Ignition contd.

Paul E. Campbell pecampbe at mtu.edu
Sun May 14 23:53:49 GMT 1995

I did about 4 hours of research today and this is the best I found:

1. The spark duration should be as long as the flame delay; the delay between
"ignition" (the spark initiates) to the pressure rise in the cylinder. This
delay is affected by:

	The fuel-air ratio
	Dynamic and thermodynamic state of the mixture around the spark plug
	The ignition system (assuming you don't spark long enough)

More than that is pretty much a waste of energy. At that point, you will
have a good growing flame front going. Before that, the flame front may be
self-sustaining and then go into growing mode, or it may go out. Still can't
find any reasonable references for measuring the flame front.

If you do it right, then you shut the spark off at TDC since the pressure
rise now coincides with TDC, right where it should be.

This point is specified as the minimum advance for best torque (MBT) as
long as you avoid running into either the knock limit or the retard
limit (point where incomplete combustion occurs).

In practice, it appears that the retard limit can probably be ignored but
the advance limit will always be present.

2. There are LOTS of different spark ignition systems. The major different
systems are the capacitive discharge system, inductive ignition, and
gated oscillators.

For inductive discharge, connect the primary of the coil (transformer) to
your battery. It will begin charging up (storing energy). When you are
ready to initiate a spark, disconnect the battery. The primary coil will
try to discharge all that energy into the secondary coil of the transformer,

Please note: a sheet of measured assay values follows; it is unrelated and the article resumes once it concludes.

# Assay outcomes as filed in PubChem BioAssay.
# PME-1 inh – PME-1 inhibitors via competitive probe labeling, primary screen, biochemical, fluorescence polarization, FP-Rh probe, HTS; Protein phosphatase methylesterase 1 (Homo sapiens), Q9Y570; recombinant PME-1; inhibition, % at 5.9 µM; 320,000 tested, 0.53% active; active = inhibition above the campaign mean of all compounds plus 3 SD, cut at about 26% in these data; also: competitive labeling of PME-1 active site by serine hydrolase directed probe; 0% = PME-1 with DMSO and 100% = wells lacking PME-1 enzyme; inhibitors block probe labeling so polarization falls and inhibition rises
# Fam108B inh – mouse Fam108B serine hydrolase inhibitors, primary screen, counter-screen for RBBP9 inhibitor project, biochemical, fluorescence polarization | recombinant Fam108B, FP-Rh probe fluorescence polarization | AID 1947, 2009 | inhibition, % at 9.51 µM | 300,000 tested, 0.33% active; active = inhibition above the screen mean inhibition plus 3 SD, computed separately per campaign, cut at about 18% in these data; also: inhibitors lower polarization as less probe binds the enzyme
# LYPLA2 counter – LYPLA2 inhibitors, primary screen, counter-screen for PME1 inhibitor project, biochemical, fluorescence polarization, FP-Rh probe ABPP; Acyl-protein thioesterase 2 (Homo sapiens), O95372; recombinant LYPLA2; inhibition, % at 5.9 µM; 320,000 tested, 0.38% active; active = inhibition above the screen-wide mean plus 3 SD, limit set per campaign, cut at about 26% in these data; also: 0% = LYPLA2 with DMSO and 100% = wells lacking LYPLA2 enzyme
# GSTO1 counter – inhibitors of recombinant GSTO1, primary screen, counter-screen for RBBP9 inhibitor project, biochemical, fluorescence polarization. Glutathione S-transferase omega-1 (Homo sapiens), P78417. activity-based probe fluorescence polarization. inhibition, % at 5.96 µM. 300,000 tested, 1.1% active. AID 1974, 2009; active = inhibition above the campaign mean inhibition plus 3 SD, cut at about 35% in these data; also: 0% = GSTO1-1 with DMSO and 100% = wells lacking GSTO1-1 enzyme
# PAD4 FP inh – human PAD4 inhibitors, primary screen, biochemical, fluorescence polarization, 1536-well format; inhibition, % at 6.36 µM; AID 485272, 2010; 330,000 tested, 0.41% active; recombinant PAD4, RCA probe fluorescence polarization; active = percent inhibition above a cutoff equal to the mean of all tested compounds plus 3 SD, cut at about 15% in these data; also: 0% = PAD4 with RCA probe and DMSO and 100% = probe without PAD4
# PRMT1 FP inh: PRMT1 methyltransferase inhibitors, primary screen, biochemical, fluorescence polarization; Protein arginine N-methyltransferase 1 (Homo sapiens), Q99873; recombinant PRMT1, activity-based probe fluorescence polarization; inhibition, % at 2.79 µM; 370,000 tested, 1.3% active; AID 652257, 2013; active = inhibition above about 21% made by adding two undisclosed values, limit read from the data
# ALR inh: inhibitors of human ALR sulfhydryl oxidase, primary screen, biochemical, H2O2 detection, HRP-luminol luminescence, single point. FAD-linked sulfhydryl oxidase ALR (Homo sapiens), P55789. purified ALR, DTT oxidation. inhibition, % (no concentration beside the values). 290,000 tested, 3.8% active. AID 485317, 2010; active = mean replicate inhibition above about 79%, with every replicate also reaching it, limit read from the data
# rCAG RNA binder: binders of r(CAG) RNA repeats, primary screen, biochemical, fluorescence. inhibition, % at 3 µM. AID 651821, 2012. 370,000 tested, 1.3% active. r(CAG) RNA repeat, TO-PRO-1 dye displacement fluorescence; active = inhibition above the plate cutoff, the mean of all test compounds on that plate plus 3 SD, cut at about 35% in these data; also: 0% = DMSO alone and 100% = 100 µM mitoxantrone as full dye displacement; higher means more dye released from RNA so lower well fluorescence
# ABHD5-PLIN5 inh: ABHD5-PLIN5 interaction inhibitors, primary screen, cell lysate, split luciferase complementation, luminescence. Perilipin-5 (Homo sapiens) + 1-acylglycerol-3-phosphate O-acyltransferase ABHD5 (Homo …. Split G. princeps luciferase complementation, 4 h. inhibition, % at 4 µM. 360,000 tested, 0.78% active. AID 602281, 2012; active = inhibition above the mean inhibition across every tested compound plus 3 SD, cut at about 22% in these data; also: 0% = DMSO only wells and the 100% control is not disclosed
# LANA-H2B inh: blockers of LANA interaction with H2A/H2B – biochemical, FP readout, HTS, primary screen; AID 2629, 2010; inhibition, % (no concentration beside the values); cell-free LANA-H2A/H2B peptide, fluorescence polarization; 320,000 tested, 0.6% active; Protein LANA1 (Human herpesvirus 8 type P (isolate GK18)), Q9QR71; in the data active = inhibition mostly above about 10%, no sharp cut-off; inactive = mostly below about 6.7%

which is attached to the spark plug. This system has a 25-75 microsecond
rise time and a 1-2 millisecond duration. Higher voltages give more stored
energy which gives you a longer duration..that was the reason for the high
energy spark systems in the early 80's.

Capacitive discharge systems charge up a capacitor, then discharge the
capacitor through the coil's primary. These systems have fast rise times
(3-20microseconds) but only a 5-50 microsecond duration.

Gated oscillator systems turn a high frequency oscillator on and off which
is feeding the coil primary. They have a pretty much infinite and controllable
duration but they are serious power suckers...not very efficient.

There are restriking versions of all of these. And there are a few systems
which use charge pumps to maintain spark sustaining power in the inductive
discharge system for an arbitrary time. SAE 920575 details a hybrid
system which uses both capacitive discharge and an inductor to achieve
fast rise times and an indefinite duration.

3. The spark voltage and current are not really too important as long as you
manage to strike a spark and try to feed as much energy into the flame kernel
plasma as you can (increasing the spark voltage helps).

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